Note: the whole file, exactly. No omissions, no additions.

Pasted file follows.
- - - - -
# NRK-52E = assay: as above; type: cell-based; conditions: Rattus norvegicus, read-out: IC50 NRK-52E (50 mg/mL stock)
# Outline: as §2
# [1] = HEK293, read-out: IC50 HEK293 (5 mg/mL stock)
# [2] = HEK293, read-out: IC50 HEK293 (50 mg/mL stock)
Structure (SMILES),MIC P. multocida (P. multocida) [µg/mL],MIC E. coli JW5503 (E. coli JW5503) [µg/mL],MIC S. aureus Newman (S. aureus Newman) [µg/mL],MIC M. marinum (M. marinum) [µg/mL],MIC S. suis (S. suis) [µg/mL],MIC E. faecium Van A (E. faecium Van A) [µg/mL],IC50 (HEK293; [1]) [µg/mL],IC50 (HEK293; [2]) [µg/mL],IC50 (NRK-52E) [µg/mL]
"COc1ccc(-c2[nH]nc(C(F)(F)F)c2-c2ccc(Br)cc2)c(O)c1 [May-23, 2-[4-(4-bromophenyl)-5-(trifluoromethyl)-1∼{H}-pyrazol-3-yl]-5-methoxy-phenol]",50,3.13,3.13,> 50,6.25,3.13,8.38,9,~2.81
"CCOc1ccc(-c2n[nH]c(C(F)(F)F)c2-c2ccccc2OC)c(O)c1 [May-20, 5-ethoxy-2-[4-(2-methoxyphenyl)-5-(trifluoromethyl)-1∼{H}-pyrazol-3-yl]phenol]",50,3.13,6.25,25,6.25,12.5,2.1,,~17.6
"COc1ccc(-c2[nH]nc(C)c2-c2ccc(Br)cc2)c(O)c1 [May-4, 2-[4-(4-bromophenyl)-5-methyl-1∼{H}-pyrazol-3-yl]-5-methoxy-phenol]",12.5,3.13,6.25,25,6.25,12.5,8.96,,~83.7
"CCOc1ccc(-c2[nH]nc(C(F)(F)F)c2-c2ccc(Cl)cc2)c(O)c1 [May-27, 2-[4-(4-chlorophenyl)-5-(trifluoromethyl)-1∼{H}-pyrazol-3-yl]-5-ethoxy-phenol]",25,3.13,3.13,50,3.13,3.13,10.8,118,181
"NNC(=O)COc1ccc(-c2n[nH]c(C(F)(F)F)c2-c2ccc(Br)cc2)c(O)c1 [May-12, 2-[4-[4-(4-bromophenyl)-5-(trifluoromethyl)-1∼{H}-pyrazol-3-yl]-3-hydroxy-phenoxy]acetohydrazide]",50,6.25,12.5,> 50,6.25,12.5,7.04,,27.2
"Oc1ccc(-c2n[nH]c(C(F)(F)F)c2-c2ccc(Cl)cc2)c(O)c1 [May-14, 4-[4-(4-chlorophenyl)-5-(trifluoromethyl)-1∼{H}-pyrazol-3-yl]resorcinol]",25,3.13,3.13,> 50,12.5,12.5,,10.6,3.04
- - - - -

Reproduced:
# NRK-52E = assay: as above; type: cell-based; conditions: Rattus norvegicus, read-out: IC50 NRK-52E (50 mg/mL stock)
# Outline: as §2
# [1] = HEK293, read-out: IC50 HEK293 (5 mg/mL stock)
# [2] = HEK293, read-out: IC50 HEK293 (50 mg/mL stock)
Structure (SMILES),MIC P. multocida (P. multocida) [µg/mL],MIC E. coli JW5503 (E. coli JW5503) [µg/mL],MIC S. aureus Newman (S. aureus Newman) [µg/mL],MIC M. marinum (M. marinum) [µg/mL],MIC S. suis (S. suis) [µg/mL],MIC E. faecium Van A (E. faecium Van A) [µg/mL],IC50 (HEK293; [1]) [µg/mL],IC50 (HEK293; [2]) [µg/mL],IC50 (NRK-52E) [µg/mL]
"COc1ccc(-c2[nH]nc(C(F)(F)F)c2-c2ccc(Br)cc2)c(O)c1 [May-23, 2-[4-(4-bromophenyl)-5-(trifluoromethyl)-1∼{H}-pyrazol-3-yl]-5-methoxy-phenol]",50,3.13,3.13,> 50,6.25,3.13,8.38,9,~2.81
"CCOc1ccc(-c2n[nH]c(C(F)(F)F)c2-c2ccccc2OC)c(O)c1 [May-20, 5-ethoxy-2-[4-(2-methoxyphenyl)-5-(trifluoromethyl)-1∼{H}-pyrazol-3-yl]phenol]",50,3.13,6.25,25,6.25,12.5,2.1,,~17.6
"COc1ccc(-c2[nH]nc(C)c2-c2ccc(Br)cc2)c(O)c1 [May-4, 2-[4-(4-bromophenyl)-5-methyl-1∼{H}-pyrazol-3-yl]-5-methoxy-phenol]",12.5,3.13,6.25,25,6.25,12.5,8.96,,~83.7
"CCOc1ccc(-c2[nH]nc(C(F)(F)F)c2-c2ccc(Cl)cc2)c(O)c1 [May-27, 2-[4-(4-chlorophenyl)-5-(trifluoromethyl)-1∼{H}-pyrazol-3-yl]-5-ethoxy-phenol]",25,3.13,3.13,50,3.13,3.13,10.8,118,181
"NNC(=O)COc1ccc(-c2n[nH]c(C(F)(F)F)c2-c2ccc(Br)cc2)c(O)c1 [May-12, 2-[4-[4-(4-bromophenyl)-5-(trifluoromethyl)-1∼{H}-pyrazol-3-yl]-3-hydroxy-phenoxy]acetohydrazide]",50,6.25,12.5,> 50,6.25,12.5,7.04,,27.2
"Oc1ccc(-c2n[nH]c(C(F)(F)F)c2-c2ccc(Cl)cc2)c(O)c1 [May-14, 4-[4-(4-chlorophenyl)-5-(trifluoromethyl)-1∼{H}-pyrazol-3-yl]resorcinol]",25,3.13,3.13,> 50,12.5,12.5,,10.6,3.04